Believing something to be true, simply does not make it true
On the night of Sunday, November 2, 1952, two teenage boys, Derek Bentley (19) and Christopher Craig (16) attempted to break into the warehouse of the confectionery manufacturers Barlow and Parker in Tamworth Road, Croydon, South London.
The pair had managed to clamber on to the flat roof of the building and were in the process of smashing the glass skylight in order to gain access to the warehouse below, when they were seen by a young girl living opposite. The girl told her father who in turn alerted the police.
The first officer to arrive on the roof was Detective Sergeant Frederick Fairfax who promptly arrested Bentley. It was at this point that Bentley was alleged to have called out to his friend, “Let him have it, Chris.” Craig, who was armed with a Colt .455 revolver, opened fire, grazing Fairfax’s shoulder.
More police arrived. The next to get onto the roof was Constable Sidney Mills (42) who was immediately shot in the head and killed by Craig. With his ammunition running low, the gunman then tried dramatically to escape by jumping off of the roof and landing 30 feet below onto a greenhouse. Craig fractured his spine and his left wrist and was arrested immediately.
The trial of Bentley and Craig opened at the Old Bailey on December 9, 1952 before the Lord Chief Justice, Lord Goddard.
The whole proceedings hinged on the five words that Bentley had shouted at his co-defendant, “let him have it, Chris.” Did this mean, as the defense maintained, that Bentley was telling Craig to hand over his weapon to the police officer, or was it an exhortation to the gunman to shoot Sidney Mills?
The jury believed the latter interpretation and, after only 75 minutes of deliberation, found the pair guilty of “joint enterprise” in the murder of Sidney Mills. Bentley, despite having the mental age of an 11-year-old and being under arrest at the time of the fatal shot, was sentenced to death.
However, Craig, since he was under the age of 18 and even though he was the one who actually fired the gun, was given a sentence of life imprisonment of which he served only 10 years. Derek Bentley was executed at 9AM on Wednesday, January 28, 1953.
This case came to mind last week during the never-ending brouhaha over the claims of racism within the British royal family made by the Duke and Duchess of Sussex. How are these two seemingly disparate events connected? I will try to explain.
In the Bentley/Craig case the determination of guilt or innocence rested upon the interpretation of the words used on that rooftop by Derek Bentley. We will never know if what he said meant that he wanted his accomplice to surrender his weapon, or to kill the policeman.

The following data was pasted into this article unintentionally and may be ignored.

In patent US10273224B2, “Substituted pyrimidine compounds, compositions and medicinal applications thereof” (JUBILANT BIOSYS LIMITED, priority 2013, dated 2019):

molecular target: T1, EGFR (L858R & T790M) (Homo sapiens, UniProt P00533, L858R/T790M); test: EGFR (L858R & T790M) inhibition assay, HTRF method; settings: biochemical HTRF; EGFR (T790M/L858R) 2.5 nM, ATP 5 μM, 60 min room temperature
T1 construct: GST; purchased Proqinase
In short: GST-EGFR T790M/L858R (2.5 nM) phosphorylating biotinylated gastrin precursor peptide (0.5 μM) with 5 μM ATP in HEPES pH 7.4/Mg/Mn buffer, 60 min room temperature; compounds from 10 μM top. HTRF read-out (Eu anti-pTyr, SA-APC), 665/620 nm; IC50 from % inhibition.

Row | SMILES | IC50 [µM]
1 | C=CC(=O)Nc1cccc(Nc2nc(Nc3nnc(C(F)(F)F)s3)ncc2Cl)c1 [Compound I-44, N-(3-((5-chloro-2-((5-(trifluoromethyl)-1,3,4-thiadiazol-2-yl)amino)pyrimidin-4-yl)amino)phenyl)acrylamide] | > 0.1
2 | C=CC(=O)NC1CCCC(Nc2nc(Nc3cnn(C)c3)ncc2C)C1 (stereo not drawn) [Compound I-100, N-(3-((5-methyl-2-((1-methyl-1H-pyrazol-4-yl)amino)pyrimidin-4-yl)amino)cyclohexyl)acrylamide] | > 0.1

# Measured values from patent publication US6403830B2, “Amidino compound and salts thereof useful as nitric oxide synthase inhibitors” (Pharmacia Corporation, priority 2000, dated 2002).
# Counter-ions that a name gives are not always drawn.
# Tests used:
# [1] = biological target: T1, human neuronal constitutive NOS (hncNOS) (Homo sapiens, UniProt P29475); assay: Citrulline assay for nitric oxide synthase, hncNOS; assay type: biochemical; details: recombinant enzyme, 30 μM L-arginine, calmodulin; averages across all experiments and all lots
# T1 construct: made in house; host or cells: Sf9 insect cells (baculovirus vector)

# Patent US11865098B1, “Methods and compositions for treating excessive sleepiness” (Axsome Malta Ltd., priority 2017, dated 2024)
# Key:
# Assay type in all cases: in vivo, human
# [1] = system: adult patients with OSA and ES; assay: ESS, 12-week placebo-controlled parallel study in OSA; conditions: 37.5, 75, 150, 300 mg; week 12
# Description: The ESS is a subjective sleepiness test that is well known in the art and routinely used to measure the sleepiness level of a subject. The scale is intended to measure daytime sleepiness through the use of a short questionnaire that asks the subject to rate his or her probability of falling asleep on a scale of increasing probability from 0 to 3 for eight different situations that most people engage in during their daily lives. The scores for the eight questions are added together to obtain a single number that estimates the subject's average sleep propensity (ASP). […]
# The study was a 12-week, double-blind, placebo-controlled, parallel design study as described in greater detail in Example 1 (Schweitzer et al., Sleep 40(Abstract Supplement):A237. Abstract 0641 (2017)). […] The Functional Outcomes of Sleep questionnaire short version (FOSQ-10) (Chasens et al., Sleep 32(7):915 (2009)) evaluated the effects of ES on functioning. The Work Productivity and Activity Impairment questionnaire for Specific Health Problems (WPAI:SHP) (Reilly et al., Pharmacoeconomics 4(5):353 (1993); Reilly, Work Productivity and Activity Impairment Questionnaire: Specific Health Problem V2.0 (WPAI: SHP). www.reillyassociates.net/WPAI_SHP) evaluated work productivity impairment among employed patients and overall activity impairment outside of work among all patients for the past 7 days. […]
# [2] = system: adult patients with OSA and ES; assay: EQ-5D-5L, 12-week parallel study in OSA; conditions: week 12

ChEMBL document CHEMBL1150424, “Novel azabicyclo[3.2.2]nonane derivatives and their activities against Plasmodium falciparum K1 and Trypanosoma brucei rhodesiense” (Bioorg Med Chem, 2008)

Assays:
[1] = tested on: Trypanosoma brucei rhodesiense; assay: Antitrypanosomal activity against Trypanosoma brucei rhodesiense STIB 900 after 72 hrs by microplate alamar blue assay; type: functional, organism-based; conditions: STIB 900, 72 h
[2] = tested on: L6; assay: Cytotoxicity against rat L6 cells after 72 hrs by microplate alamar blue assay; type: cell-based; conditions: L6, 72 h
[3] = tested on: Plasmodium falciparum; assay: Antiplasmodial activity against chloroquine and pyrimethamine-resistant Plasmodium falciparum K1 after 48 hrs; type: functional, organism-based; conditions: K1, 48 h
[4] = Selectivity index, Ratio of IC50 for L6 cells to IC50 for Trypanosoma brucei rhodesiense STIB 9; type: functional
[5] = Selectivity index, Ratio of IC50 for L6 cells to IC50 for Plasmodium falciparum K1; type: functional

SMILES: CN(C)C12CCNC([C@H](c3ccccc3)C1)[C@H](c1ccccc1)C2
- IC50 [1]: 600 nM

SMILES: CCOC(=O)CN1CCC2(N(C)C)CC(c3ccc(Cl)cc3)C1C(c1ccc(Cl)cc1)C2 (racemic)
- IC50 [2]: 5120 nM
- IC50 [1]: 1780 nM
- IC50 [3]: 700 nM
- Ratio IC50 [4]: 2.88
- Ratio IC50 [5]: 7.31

We don’t know, because we weren’t there. Similarly, the alleged conversation that took place between an unknown senior royal and Prince Harry about the unborn baby Archie’s skin tone will remain knowable only to the two people concerned.
Was the question a harmless inquiry to a soon-to-be father about what he thought the baby might look like, in the same way that one might speculate about the colour of an unborn child’s hair or eyes? Or was it, as the Sussexes have suggested, an unwarranted and unpleasant racial slur that implied that the whole institution of monarchy must be branded irredeemably racist?
Who can say? But, as the Queen wryly observed, with her wonderfully understated response to the couple’s interview, “… some recollections may vary …”
Clearly Meghan (even though she wasn’t physically present during this conversation) and Harry took the view that the words were said with racist intent. And, judging by the outpouring of support for the pair, a large proportion of the British public believe that to be true as well.
But believing something to be true, simply does not make it true. It was interesting to note that at the start of the interview, the host, Oprah Winfrey, invited Meghan to tell “her truth.” But her truth is not necessarily the truth.
As the stoic philosopher Marcus Aurelius wrote as long ago as the Second Century CE, “Everything we hear is an opinion, not a fact. Everything we see is a perspective not the truth.”
I don’t know what the intention of the “unnamed senior royal” was when he or she posed the question about the skin tone of the Sussexes’ unborn son, nor do those members of the British public who have been so quick to characterize the family as a bunch of bigots.
I don’t know because, once again, I wasn’t there and I wasn’t in the mind of the person who allegedly said it. And I don’t know what was in the mind of Derek Bentley when he called out to Christopher Craig to “let him have it.”
I know what the police thought was his intention because of the subsequent actions they took in accusing Bentley of encouraging Craig to kill Mills.
If, as now seems commonplace, we continue on the road of preferring “my truth,” “my interpretation,” “my feeling” over actual, verifiable, and demonstrable facts, then we are on a very slippery path indeed.
Kit Fenwick is a freelance writer and historian.